How does that benefit the owner?  People sell for all kinds of reasons, and the cost savings for the seller of an off market property can be substantial, and much faster.  I like to remind myself it can be a good deal BOTH ways in the transaction if done well. Just need to break down what the seller is really after versus what they're telling you (usually not the same).

Commercial funding? Far more open to creative solutions.  There's different regulations at work in a commercial purchase which are less restrictive.  So you can see lots of seller carryback financing, also defeasance work arounds, or even sometimes multi stage buy outs, even simple lease options, and of course traditional funding.  It depends on how comfortable your sellers are with these concepts, and which piece fits the puzzle.

That's one of the reasons I enjoy commercial property so much more than residential.  More flexibility.

@Geoff Andrist I was unaware and that's a great choice especially if the terms of the property are decent and you can force appreciation through better management/improvements, etc. What is Defeasance work arounds? That is what I am learning, the flexibility with commercial funding especially since I can obtain 5+ units in one acquisition. My initial plan was to obtain 1-4 units as I inferred the financing was "easier" and am learning that may not be the best route. Thank you for your input, I highly appreciate it!

@Jia Liu

So it sounds like you will have around $73,000 all together in April from your 401k, savings and stocks.

Your goal is to earn $1,000 a month in Cash Flow by the end of 2018.

My suggestion would be to not worry so much about the amount of units you have. I would suggest focusing on getting a great deal.

For example. I recently picked up a property in Florida. Purchase price $71,000, rehab $10,000, appraisal at $120,000. The property is now rented at $1,100 a month. So for $81,000 I receive $990 a month from my property management company after they take their fee. Plus the property has $39,000 in equity according to the appraisal.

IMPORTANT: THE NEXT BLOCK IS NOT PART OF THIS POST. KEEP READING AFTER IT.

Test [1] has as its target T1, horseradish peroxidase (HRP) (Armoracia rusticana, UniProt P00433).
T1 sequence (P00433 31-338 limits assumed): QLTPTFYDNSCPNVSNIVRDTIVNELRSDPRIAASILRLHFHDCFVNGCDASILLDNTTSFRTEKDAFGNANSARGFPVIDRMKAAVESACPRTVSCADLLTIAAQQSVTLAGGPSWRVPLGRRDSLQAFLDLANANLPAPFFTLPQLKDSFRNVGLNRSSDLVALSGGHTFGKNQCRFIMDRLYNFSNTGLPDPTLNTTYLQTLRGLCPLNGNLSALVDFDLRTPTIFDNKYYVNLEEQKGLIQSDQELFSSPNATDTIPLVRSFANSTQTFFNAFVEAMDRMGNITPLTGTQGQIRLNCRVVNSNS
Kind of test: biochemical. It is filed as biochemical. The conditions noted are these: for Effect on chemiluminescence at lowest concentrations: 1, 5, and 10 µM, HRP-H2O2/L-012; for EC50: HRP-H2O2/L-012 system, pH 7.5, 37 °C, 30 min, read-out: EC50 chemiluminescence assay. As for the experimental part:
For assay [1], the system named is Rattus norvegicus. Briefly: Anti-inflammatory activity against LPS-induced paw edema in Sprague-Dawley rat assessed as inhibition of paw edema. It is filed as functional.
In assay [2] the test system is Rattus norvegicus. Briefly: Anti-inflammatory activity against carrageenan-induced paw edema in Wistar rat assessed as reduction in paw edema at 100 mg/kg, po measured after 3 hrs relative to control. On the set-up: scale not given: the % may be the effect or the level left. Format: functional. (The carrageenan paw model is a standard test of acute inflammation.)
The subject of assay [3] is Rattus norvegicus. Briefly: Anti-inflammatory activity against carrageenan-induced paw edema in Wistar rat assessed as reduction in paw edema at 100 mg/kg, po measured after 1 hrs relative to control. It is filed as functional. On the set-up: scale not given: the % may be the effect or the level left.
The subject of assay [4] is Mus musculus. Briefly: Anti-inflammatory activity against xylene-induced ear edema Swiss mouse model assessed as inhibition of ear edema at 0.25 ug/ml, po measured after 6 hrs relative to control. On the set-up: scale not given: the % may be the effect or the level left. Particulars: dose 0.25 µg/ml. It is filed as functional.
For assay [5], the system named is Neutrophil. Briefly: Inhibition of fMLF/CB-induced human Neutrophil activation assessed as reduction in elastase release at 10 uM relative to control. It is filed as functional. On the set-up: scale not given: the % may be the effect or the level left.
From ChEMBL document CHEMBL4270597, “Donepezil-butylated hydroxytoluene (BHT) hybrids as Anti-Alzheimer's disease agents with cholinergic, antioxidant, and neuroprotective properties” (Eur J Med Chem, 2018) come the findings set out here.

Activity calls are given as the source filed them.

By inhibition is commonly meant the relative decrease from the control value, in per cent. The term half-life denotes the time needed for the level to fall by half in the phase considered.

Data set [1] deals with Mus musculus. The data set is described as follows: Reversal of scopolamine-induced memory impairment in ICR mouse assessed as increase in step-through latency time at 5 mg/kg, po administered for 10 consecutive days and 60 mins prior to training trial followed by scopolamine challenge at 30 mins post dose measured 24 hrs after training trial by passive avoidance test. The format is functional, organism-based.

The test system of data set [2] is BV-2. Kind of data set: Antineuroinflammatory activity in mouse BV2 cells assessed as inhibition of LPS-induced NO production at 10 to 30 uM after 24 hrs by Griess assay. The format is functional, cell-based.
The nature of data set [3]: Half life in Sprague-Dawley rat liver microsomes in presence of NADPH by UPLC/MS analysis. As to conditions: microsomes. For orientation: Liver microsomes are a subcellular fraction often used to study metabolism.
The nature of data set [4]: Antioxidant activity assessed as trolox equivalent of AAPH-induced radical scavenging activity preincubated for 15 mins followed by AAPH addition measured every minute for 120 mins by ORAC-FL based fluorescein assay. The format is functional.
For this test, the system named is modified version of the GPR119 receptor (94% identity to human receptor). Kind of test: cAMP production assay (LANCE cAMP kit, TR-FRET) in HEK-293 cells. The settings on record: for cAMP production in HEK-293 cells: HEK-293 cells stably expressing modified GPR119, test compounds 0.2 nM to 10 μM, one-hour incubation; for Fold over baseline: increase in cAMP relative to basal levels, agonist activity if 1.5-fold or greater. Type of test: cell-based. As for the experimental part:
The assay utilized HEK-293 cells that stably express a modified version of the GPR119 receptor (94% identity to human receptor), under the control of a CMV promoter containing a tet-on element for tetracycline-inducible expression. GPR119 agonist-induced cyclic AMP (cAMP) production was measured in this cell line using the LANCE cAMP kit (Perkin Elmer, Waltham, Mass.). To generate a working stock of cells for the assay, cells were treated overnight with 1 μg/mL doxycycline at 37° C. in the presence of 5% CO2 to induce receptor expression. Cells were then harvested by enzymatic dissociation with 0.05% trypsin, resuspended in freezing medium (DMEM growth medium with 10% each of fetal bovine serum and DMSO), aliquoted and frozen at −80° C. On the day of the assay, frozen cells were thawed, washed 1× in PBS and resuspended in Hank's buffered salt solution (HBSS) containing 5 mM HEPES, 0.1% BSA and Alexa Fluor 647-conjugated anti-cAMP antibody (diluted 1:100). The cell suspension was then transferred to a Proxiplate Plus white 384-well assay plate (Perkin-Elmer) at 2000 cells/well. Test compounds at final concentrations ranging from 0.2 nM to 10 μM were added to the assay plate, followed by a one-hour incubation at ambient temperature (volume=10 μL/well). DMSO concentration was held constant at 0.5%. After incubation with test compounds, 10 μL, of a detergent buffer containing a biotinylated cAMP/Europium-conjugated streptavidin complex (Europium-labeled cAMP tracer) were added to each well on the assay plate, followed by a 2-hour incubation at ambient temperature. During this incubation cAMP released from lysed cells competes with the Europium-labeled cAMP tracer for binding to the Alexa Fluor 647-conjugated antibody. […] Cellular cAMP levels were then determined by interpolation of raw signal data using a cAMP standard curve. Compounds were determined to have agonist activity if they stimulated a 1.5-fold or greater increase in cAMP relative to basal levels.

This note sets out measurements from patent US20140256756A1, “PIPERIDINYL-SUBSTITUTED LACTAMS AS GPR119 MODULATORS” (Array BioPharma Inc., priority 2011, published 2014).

Another property I just purchased for $44,000, rehab $7,000 will rent for $900. Appraised value is $80,000.

My point is that it's more important to focus on getting a great deal on each property you buy as opposed to focusing on the number of units you own. 

@Jia Liu

Sounds like you need to refine your market and drill down on the MV and metrics of whats possible within that market.  Sure you may be able to get a bunch of properties <$50k and may get you the CF within your requirements but how is that going to serve your long term goals?

Start with strategy, then define your market, and then work with your financials. Going by door count, cap rates, CF, CoC, etc. could get you into a precarious spot if you don't have 1-10 year objectives in place. Especially if your investments or the economy experience and unforeseen decline in value.

@Jia Liu Don't neglect the value in just finding a deal to get one under your belt. It's great to set goals, but putting a timeline on it can get you in trouble as well. You can surely find a good deal by the end of the year in one of your markets if you look hard enough. Though, jumping on an okay deal because your deadline is approaching won't do you any good. I'd focus in on one or two markets and go visit for a few days to know what you're up against. The million dollars you'll save by investing outside of SF should justify a few plane tickets :)

@Rob Drum Jr. Marketing campaigns and building relationships. I've been investing across the country for nearly 7 years. Takes time to set up a team- but as an investor I've found Investing in the right markets at the right time is more important than focusing on only local investments.

You need some of my favorite sellers - the tired plex owners with tired looking properties that are 70+ and still mowing their own lawns.   They don't like taxes and love to seller-finance.

You obviously aren't looking for $42k duplexes (really?  See the active thread - Landlord's Nightmare) in the  Bay Area, but that's who I seek.  Tired looking, but not war zone plex owners get a postcard from me.  

@Dustin Rose Wow, that's really smart! Just like some areas of town are better for certain strategies, so are some parts of the country.  You're just playing on a bigger chess board than most of us ;)